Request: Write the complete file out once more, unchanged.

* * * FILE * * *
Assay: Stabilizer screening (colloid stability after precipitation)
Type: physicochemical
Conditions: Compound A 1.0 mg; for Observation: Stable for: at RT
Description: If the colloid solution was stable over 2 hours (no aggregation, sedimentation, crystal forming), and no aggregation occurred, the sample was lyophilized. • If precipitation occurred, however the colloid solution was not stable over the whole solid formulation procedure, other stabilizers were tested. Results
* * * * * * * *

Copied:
Assay: Stabilizer screening (colloid stability after precipitation)
Type: physicochemical
Conditions: Compound A 1.0 mg; for Observation: Stable for: at RT
Description: If the colloid solution was stable over 2 hours (no aggregation, sedimentation, crystal forming), and no aggregation occurred, the sample was lyophilized. • If precipitation occurred, however the colloid solution was not stable over the whole solid formulation procedure, other stabilizers were tested. Results